RRs

An RR is a BGP speaker that reflects routes from other BGP speakers. RRs were invented when networks grew larger. Internal BGP requires that all BGP speakers are in a full mesh with each other. This is fine for a low number of BGP speakers, but it gives the operator of the network problems when the network becomes larger than a certain size. When you have a network with n internal BGP speakers, each BGP speaker has n-1 peers, and n*(n-1)/2 BGP sessions exist in total. RRs and BGP confederations were invented to alleviate this problem. RRs peer with the BGP speakers in a cluster, but the BGP speakers in the cluster do not need to peer with each other any more if they peer with the RRs. The RRs just forward or reflect all the BGP routes they receive. If you want to use RRs with MPLS VPN, the RRs should reflect vpnv4 prefixes, which carry labels. RRs only change the label if they become the next hop for the routes, which they usually do not. RRs that do become the next hop for the iBGP route are in the forwarding path. This means that they have to forward the traffic for those routes. This could result in a huge amount of traffic flowing through a few RRs, which is definitely not a good idea. The RRs should not be burdened with forwarding traffic. Furthermore, the route of the traffic through the RRs from ingress PE to egress PE is usually not the most optimal route, because the RRs can be anywhere in the network. RRs should not forward traffic, but just reflect BGP routes.

RRs differ in another way from the other BGP speakers (the PE routers) in the MPLS VPN network. They do not reject vnpv4 routes when the RT is not configured for acceptance on the RRs. A PE router that receives a vpnv4 route for which any of the RTs is not imported into a VRF rejects the route. Example 7-16 shows a route that is rejected because the RT 2:2 is not configured to be imported by a VRF on the PE.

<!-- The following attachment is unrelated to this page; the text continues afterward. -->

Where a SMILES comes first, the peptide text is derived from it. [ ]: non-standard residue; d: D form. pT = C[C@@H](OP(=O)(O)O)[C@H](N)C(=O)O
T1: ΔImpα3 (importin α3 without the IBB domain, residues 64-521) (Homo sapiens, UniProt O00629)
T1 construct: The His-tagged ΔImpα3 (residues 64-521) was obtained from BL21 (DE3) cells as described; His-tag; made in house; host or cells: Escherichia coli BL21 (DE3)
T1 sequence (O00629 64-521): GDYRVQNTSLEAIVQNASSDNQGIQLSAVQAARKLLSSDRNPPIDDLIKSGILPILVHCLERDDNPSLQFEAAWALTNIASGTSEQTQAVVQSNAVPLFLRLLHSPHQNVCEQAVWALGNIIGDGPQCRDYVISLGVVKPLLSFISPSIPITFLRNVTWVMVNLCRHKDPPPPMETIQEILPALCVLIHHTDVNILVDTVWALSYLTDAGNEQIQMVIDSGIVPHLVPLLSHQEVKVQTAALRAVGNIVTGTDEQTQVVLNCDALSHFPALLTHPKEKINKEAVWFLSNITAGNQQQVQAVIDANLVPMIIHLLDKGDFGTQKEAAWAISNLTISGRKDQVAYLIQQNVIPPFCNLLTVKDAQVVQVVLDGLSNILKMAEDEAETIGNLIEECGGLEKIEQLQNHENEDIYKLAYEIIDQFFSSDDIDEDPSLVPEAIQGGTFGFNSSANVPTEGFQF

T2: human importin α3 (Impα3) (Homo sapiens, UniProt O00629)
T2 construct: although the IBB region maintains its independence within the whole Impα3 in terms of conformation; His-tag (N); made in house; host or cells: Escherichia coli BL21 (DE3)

Example 7-16 Rejected vnpv4 Route sydney#debug ip bgp vpnv4 unicast updates in

BGP updates debugging is on (inbound) for address family: VPNv4 Unicast sydney#

BGP(2): 10.200.254.2 rcvd UPDATE w/ attr: nexthop 10.200.254.2, origin ?, localpref 100, metric

0, extended community RT:2:2

BGP(2): 10.200.254.2 rcvd 2:2:10.140.1.1/32 -- DENIED due to: extended community not supported;

The PE router has this default behavior to save memory. Why does it need to store the vpnv4 routes in the BGP table if no VRF is attached to this PE router that imports the route? RRs do not exhibit this behavior because they do not know which RTs the PEs permit or deny. RRs accept and store all BGP routes. To ease the burden, you can implement RR groups to split the load of reflecting vpnv4 routes among several RRs or groups of RRs. Each RR or group of RRs then reflects a subset of all the vpnv4 routes.

NOTE It is a good idea to have at least two RRs for a subset of the vpnv4 prefixes for redundancy reasons.

RR Group

It is unnecessary for one RR or a group of RRs to have all the vpnv4 routes in the BGP table. You can subdivide the vpnv4 routes into groups and allow several RRs or several groups of RRs to carry one of those subsets of routes. Divide and conquer. This increases the scalability of your network. The command needed to implement RR group on the RRs is bgp rr-group {extcom-list-number} under the address family vpnv4. You must specify an extended community list for the RR group. This extended community list specifies the RTs that you want this RR to permit or deny. Figure 7-12 shows an example of the usage of an RR group. Two RRs are available, with RR group configured for a different set of vpnv4 routes. One RR filters out the vpnv4 updates with the even RTs; the other RR filters out the vpnv4 updates with the odd RTs.

Figure 7-12 Example of an MPLS VPN Network with RR Groups

RR1 Is RR for Odd VRFs RR2 Is RR for Even VRFs

RR1 Is RR for Odd VRFs RR2 Is RR for Even VRFs

Example 7-17 shows the use of RR groups. An extended community list 1 is created on RR1 permitting the RT 1:1 and denying the RT 1:2 from the RR clients. On the second RR, you swap the permitted and denied RTs.

Example 7-17 Example of RR Groups

RR1(config-router)#address-family vpnv4 RR1(config-router-af)#bgp rr-group ? <1-500> Extended-Community list number router bgp 1 neighbor 10.200.254.2 neighbor 10.200.254.2 neighbor 10.200.254.5 neighbor 10.200.254.5 no auto-summary !

address-family vpnv4 neighbor 10.200.254.2 neighbor 10.200.254.2 neighbor 10.200.254.2 neighbor 10.200.254.5 neighbor 10.200.254.5 neighbor 10.200.254.5 bgp rr-group 1 exit-address-family remote-as 1

update-source Loopback0 remote-as 1

update-source Loopback0

activate route - reflector-client send-community extended activate route - reflector-client send-community extended

Example 7-17 Example of RR Groups (Continued)

ip extcommunity-list

1

permit rt

1:1

ip extcommunity-list

1

deny rt 1

2

ip extcommunity-list

1

permit rt

1:3

ip extcommunity-list

!

1

deny rt 1

4

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